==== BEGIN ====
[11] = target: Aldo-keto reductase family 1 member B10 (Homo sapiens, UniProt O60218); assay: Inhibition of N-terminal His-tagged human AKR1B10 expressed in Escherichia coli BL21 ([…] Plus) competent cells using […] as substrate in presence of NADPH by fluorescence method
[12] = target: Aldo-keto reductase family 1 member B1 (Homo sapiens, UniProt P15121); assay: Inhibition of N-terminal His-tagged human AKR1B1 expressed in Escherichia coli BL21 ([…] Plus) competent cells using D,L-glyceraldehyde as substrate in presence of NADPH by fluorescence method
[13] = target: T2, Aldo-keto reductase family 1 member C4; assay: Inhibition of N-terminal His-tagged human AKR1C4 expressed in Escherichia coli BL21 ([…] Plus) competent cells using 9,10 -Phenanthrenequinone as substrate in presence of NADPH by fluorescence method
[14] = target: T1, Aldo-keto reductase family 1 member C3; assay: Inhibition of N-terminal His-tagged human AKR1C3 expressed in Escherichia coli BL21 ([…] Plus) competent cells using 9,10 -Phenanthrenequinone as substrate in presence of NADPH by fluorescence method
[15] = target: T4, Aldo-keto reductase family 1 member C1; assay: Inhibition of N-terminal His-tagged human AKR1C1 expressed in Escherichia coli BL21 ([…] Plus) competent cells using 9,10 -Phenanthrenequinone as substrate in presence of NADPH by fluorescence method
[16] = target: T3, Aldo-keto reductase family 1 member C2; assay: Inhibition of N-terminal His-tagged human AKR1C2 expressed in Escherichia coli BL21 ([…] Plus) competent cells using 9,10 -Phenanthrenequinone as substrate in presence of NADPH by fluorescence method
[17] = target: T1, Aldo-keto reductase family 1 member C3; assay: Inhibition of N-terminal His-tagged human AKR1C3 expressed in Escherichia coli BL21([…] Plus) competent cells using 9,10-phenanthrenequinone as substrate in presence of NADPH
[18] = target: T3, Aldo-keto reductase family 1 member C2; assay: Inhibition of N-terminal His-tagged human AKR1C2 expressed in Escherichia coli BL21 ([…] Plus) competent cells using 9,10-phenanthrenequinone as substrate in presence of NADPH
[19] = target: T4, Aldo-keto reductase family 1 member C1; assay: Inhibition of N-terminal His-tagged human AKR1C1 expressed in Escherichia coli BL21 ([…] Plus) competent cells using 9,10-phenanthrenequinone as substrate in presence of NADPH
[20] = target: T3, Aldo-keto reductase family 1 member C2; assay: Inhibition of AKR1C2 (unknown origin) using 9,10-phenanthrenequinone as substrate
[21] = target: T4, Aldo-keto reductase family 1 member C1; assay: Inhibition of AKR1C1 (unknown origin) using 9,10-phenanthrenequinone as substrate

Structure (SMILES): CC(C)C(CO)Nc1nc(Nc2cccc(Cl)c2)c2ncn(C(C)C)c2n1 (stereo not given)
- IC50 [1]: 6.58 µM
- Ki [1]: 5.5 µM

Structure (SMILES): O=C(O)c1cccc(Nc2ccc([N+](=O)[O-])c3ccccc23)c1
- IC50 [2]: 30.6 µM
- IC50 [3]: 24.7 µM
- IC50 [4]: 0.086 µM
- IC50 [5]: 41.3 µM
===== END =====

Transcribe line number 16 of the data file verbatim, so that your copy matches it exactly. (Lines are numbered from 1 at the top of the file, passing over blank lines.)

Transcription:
- IC50 [2]: 30.6 µM